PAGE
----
4. If an OBFR Cessation Event and OBFR Cessation Date have occurred, the replacement index is the short-term interest rate target set by the Federal Open Market Committee and published by the Federal Reserve Bank of New York, or if the Federal Open Market Committee has not set a single rate, the midpoint of the short-term interest rate target range set by the Federal Open Market Committee, in either case, provided Ginnie Mae and the Trustee receive a REMIC tax opinion with respect to such rate;
  5. If a rate cannot be established under the preceding waterfall, Ginnie Mae may select an alternative index, provided a REMIC tax opinion is received with respect to the alternative index; and
  6. If a replacement rate cannot be established, the rate defaults to the last available SOFR.

The SOFR and OBFR Cessation Events and Cessation Dates are defined in the Ginnie Mae 2019-054 Offering Circular Supplement and generally relate to the unavailability of SOFR and OBFR.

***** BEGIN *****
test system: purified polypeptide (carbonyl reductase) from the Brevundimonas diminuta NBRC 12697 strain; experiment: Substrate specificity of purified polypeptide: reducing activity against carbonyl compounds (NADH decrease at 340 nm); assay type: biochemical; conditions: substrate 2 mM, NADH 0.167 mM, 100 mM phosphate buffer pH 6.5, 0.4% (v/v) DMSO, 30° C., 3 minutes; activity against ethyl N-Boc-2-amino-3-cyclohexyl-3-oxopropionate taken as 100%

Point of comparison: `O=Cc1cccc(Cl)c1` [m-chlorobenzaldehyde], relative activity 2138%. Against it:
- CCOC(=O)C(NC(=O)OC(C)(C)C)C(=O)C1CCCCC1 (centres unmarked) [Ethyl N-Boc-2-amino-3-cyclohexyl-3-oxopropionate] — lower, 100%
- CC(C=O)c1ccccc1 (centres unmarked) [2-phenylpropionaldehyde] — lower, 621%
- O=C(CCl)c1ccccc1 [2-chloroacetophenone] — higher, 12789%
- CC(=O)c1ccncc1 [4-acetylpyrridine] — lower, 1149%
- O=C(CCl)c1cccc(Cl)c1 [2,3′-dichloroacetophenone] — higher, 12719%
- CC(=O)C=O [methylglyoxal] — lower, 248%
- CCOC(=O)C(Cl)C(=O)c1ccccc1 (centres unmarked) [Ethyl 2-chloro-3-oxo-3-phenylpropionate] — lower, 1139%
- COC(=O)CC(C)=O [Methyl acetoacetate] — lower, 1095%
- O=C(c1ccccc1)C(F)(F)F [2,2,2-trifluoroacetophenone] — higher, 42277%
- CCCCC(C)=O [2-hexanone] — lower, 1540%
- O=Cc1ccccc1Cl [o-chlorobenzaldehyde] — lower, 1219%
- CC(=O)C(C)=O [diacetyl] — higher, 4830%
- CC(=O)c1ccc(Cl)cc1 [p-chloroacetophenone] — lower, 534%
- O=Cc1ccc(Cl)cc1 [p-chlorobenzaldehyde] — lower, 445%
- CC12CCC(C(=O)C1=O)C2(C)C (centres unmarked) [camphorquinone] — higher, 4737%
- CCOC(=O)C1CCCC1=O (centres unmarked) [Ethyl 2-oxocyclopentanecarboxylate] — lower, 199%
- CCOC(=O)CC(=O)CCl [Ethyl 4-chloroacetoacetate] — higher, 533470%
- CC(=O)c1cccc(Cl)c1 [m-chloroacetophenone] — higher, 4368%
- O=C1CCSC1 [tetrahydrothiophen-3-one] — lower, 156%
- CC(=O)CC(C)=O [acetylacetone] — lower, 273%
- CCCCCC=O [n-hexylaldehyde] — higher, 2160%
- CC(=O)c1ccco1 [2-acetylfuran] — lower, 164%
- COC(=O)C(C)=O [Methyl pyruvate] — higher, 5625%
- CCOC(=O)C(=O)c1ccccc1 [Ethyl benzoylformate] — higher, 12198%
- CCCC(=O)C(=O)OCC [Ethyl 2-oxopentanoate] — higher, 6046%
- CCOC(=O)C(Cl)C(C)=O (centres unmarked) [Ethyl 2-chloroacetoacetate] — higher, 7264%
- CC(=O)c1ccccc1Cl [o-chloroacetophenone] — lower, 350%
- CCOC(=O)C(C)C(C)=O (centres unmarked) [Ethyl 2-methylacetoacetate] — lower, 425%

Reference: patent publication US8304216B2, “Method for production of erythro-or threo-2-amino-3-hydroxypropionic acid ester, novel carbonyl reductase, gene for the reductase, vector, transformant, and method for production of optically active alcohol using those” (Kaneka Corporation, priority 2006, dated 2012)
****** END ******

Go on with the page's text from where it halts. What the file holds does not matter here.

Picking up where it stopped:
Why We Accommodated the SOFR-Indexed Classes:

Prior to Ginnie Mae 2019-054, the array of indices available for Ginnie Mae transactions included only LIBOR, COFI, Prime, and various Constant Maturity Treasury indices. In Ginnie Mae 2019-054, SOFR was added at the Sponsor’s request. Ginnie Mae agreed to this request to facilitate the creation of offering and transaction documents necessary for a defined structure of SOFR-indexed securities. This process enabled investors to assess the merits of such securities, permitted transaction parties to allocate responsibilities with respect to the replacement index provisions, and allowed Ginnie Mae to establish the operational capabilities for a monthly SOFR rate. In addition, Ginnie Mae was pleased to foster efforts to develop a robust market for SOFR-indexed securities.

What it Wasn’t: